Aussie Teen Dies of Methanol Poisoning while on Holiday in Bali
Never before has the issue of drink spiking been so rife as it is now especially for holidaymakers. A WA teenager experienced this first hand while on holiday in Indonesia. Sadly 19 year old Liam Davies lost his life while celebrating News Years 2013 after an alcoholic drink he was given had been laced with methanol, the boy was in Lombok on holiday at the time.
Read what this post had to say on TheAustralian.com.au:
“RIP LIAM!!! You lived a good life. It was good to know you. May you rest in peace and live on in our hearts…you were taken too quickly from this world and we’ll see each other in the afterlife,” wrote a young woman.
“So sad to hear the tragic death of our friend Liam Davies. Heart goes out to his family and friends,” wrote another friend.
On Friday, Liam’s family released a statement, describing him as a “fun loving and active 19-year-old, who has represented his country in lacrosse and has dreams of travelling abroad to see the world.”
In their statement his family urged other Australians to be careful while travelling overseas.
“We would like to make people aware of the risks associated with consuming locally brewed drinks where you cannot be certain of the quality,” the statement said.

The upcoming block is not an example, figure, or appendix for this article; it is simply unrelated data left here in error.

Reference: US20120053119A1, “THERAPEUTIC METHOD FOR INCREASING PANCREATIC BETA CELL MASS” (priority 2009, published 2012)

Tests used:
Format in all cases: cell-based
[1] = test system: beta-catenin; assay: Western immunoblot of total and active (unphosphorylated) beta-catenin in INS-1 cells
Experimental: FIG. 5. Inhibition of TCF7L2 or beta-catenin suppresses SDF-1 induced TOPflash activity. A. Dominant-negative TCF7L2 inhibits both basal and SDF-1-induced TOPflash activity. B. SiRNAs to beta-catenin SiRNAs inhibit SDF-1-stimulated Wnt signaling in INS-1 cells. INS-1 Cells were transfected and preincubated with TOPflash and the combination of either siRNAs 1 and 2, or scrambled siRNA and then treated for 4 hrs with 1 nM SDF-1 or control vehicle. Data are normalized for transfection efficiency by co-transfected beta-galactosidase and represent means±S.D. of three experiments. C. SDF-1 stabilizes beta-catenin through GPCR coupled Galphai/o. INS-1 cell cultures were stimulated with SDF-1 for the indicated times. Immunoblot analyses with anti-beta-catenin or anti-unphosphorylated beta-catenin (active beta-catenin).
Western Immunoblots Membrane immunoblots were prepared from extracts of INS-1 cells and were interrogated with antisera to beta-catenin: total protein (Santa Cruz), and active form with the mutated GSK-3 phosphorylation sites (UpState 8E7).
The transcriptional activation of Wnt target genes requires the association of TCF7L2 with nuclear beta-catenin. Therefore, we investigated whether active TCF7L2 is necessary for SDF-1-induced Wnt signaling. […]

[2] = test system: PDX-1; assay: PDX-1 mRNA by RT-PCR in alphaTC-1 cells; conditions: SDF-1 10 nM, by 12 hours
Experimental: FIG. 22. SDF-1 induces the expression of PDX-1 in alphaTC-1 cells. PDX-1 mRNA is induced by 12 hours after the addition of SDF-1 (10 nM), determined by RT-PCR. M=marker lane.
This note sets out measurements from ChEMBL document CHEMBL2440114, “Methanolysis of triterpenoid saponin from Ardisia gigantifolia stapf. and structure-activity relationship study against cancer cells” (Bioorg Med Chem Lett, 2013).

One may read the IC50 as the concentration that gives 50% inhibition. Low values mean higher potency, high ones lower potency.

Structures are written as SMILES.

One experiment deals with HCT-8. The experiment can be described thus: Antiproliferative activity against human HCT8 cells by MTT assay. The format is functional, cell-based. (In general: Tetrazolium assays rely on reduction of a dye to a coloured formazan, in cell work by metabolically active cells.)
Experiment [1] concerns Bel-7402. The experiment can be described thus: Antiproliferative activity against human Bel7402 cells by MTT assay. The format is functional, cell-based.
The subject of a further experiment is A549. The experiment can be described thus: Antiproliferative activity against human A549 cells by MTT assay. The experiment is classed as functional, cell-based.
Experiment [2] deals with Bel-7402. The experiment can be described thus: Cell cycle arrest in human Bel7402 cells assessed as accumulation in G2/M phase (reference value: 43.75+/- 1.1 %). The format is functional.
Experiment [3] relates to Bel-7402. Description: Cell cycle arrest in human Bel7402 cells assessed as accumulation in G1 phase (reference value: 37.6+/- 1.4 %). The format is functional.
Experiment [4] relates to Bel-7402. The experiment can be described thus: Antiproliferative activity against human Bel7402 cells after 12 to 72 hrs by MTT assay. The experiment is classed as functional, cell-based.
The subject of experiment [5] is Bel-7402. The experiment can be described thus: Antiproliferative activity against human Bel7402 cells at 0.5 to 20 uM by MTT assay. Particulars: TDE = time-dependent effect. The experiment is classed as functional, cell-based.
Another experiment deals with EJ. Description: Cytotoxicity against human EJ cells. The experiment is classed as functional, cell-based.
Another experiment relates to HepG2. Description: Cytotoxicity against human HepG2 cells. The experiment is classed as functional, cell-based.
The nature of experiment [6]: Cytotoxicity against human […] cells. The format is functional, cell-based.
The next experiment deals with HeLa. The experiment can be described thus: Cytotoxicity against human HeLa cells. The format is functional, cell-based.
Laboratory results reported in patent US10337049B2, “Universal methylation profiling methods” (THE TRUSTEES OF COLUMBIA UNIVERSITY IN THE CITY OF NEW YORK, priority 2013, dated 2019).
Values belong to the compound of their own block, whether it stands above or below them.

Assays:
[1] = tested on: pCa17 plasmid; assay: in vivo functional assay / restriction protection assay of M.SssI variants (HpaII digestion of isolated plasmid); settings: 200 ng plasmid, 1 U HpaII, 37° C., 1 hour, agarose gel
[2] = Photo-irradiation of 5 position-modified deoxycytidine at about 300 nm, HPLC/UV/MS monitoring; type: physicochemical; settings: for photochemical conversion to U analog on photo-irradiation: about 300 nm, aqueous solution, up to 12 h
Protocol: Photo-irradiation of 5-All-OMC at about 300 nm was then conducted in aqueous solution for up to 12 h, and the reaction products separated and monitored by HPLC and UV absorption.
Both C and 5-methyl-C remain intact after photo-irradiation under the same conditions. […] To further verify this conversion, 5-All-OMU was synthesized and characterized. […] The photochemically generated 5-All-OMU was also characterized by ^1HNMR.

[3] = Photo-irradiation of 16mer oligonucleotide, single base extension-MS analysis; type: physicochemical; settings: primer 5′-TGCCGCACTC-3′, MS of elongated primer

Methanol is a toxic chemical that is sometimes added to cheap drinks to make them more alcoholic.
In the past few days since news of tragedy broke hundreds of readers have written to PerthNow, either wishing Liam well and warning others of the risks inexperienced young travellers face, or defending or criticising the holiday island.
News of Liam’s tragic death comes following a string of similar incidents in and around Bali in the past 18 months.
Last year, prominent Perth rugby player Michael Denton died in Bali and an autopsy later ruled that the cause of his death was methanol poisoning.
Last month, a Sydney teenager was blinded after drinking a cocktail laced with methanol during schoolies celebrations in Bali.
And in June, Swedish backpacker Swede Johan Lundin, 28, was poisoned by a mojito laced with methanol on an island off Lombok.
In the last year it has been reported that at least 5 school leavers on holiday in Bali suffered methanol poisoning, but there could be a number of cases that went unreported as well.
Some of the side effects of methanol poisoning includes vomiting, headaches, gastric pain, comas, liver failure and ultimately death if not treated in time. Some cases have even involved blindness which may last a few hours or permanently.
When holidaying in Indonesia Australians should be careful about what they drink and stay away from a popular local drink called “Arak” which is actually poisonous but is popular because it is so cheap. It is a drink produced in remote villages where laws regarding alcohol production are not enforced which results in the use of methanol and other lethal chemicals.
Visitors to Indonesia who want to consume alcoholic beverages have been advised to consume a beer called Bintang beer or wine only from authorized producers because it is cheap and safer than other spirit based drinks.